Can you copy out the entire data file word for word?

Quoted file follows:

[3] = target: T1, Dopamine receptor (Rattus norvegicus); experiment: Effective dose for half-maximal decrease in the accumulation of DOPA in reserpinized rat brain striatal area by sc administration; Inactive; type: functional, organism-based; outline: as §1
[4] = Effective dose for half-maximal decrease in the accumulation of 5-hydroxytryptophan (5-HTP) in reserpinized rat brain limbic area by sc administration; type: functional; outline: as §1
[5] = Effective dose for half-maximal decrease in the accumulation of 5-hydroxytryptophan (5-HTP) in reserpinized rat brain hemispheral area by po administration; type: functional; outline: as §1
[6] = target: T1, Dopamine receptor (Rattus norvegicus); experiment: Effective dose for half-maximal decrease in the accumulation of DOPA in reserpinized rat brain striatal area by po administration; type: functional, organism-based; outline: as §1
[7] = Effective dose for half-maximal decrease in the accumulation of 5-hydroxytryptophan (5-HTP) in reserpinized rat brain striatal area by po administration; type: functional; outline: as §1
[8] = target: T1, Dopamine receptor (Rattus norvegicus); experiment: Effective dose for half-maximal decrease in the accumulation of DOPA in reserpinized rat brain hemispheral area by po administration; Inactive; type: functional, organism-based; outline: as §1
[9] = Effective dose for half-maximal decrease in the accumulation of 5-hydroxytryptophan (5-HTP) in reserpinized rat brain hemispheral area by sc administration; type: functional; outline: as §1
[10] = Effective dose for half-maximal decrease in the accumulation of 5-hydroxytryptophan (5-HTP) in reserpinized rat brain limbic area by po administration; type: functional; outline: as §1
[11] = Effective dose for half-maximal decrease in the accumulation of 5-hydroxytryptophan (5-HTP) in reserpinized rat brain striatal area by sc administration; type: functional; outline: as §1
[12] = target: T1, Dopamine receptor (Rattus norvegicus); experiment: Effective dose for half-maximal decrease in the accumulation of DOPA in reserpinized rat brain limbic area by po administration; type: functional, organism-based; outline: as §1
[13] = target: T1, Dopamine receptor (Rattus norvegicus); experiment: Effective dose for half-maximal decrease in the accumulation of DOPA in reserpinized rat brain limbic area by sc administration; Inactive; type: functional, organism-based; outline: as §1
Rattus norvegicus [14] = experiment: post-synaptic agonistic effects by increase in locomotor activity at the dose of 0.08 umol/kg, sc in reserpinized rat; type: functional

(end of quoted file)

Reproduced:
[3] = target: T1, Dopamine receptor (Rattus norvegicus); experiment: Effective dose for half-maximal decrease in the accumulation of DOPA in reserpinized rat brain striatal area by sc administration; Inactive; type: functional, organism-based; outline: as §1
[4] = Effective dose for half-maximal decrease in the accumulation of 5-hydroxytryptophan (5-HTP) in reserpinized rat brain limbic area by sc administration; type: functional; outline: as §1
[5] = Effective dose for half-maximal decrease in the accumulation of 5-hydroxytryptophan (5-HTP) in reserpinized rat brain hemispheral area by po administration; type: functional; outline: as §1
[6] = target: T1, Dopamine receptor (Rattus norvegicus); experiment: Effective dose for half-maximal decrease in the accumulation of DOPA in reserpinized rat brain striatal area by po administration; type: functional, organism-based; outline: as §1
[7] = Effective dose for half-maximal decrease in the accumulation of 5-hydroxytryptophan (5-HTP) in reserpinized rat brain striatal area by po administration; type: functional; outline: as §1
[8] = target: T1, Dopamine receptor (Rattus norvegicus); experiment: Effective dose for half-maximal decrease in the accumulation of DOPA in reserpinized rat brain hemispheral area by po administration; Inactive; type: functional, organism-based; outline: as §1
[9] = Effective dose for half-maximal decrease in the accumulation of 5-hydroxytryptophan (5-HTP) in reserpinized rat brain hemispheral area by sc administration; type: functional; outline: as §1
[10] = Effective dose for half-maximal decrease in the accumulation of 5-hydroxytryptophan (5-HTP) in reserpinized rat brain limbic area by po administration; type: functional; outline: as §1
[11] = Effective dose for half-maximal decrease in the accumulation of 5-hydroxytryptophan (5-HTP) in reserpinized rat brain striatal area by sc administration; type: functional; outline: as §1
[12] = target: T1, Dopamine receptor (Rattus norvegicus); experiment: Effective dose for half-maximal decrease in the accumulation of DOPA in reserpinized rat brain limbic area by po administration; type: functional, organism-based; outline: as §1
[13] = target: T1, Dopamine receptor (Rattus norvegicus); experiment: Effective dose for half-maximal decrease in the accumulation of DOPA in reserpinized rat brain limbic area by sc administration; Inactive; type: functional, organism-based; outline: as §1
Rattus norvegicus [14] = experiment: post-synaptic agonistic effects by increase in locomotor activity at the dose of 0.08 umol/kg, sc in reserpinized rat; type: functional